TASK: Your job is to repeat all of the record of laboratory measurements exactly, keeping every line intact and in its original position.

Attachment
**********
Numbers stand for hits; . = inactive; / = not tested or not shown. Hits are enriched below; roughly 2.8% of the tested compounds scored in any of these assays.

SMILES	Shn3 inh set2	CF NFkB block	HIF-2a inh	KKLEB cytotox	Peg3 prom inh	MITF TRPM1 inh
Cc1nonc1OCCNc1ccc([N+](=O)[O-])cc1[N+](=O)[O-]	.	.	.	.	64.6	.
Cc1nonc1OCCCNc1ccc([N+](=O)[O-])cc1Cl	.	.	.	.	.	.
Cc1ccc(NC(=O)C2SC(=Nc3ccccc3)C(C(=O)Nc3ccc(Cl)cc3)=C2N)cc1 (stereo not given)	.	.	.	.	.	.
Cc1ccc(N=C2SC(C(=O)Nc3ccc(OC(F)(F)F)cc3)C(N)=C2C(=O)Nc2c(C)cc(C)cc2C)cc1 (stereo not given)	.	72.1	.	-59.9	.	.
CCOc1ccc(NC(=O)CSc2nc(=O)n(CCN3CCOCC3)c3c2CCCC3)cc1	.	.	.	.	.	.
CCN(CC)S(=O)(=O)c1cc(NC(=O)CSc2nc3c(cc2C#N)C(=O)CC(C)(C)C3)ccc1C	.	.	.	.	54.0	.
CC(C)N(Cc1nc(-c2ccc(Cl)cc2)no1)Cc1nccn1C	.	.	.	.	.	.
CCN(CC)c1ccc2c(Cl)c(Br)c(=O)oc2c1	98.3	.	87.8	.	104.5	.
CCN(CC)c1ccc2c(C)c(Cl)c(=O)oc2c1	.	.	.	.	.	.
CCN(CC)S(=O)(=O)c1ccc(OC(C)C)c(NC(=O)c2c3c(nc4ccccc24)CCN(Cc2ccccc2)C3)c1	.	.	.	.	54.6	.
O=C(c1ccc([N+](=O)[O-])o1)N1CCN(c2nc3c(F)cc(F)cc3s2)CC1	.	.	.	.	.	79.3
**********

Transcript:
Numbers stand for hits; . = inactive; / = not tested or not shown. Hits are enriched below; roughly 2.8% of the tested compounds scored in any of these assays.

SMILES	Shn3 inh set2	CF NFkB block	HIF-2a inh	KKLEB cytotox	Peg3 prom inh	MITF TRPM1 inh
Cc1nonc1OCCNc1ccc([N+](=O)[O-])cc1[N+](=O)[O-]	.	.	.	.	64.6	.
Cc1nonc1OCCCNc1ccc([N+](=O)[O-])cc1Cl	.	.	.	.	.	.
Cc1ccc(NC(=O)C2SC(=Nc3ccccc3)C(C(=O)Nc3ccc(Cl)cc3)=C2N)cc1 (stereo not given)	.	.	.	.	.	.
Cc1ccc(N=C2SC(C(=O)Nc3ccc(OC(F)(F)F)cc3)C(N)=C2C(=O)Nc2c(C)cc(C)cc2C)cc1 (stereo not given)	.	72.1	.	-59.9	.	.
CCOc1ccc(NC(=O)CSc2nc(=O)n(CCN3CCOCC3)c3c2CCCC3)cc1	.	.	.	.	.	.
CCN(CC)S(=O)(=O)c1cc(NC(=O)CSc2nc3c(cc2C#N)C(=O)CC(C)(C)C3)ccc1C	.	.	.	.	54.0	.
CC(C)N(Cc1nc(-c2ccc(Cl)cc2)no1)Cc1nccn1C	.	.	.	.	.	.
CCN(CC)c1ccc2c(Cl)c(Br)c(=O)oc2c1	98.3	.	87.8	.	104.5	.
CCN(CC)c1ccc2c(C)c(Cl)c(=O)oc2c1	.	.	.	.	.	.
CCN(CC)S(=O)(=O)c1ccc(OC(C)C)c(NC(=O)c2c3c(nc4ccccc24)CCN(Cc2ccccc2)C3)c1	.	.	.	.	54.6	.
O=C(c1ccc([N+](=O)[O-])o1)N1CCN(c2nc3c(F)cc(F)cc3s2)CC1	.	.	.	.	.	79.3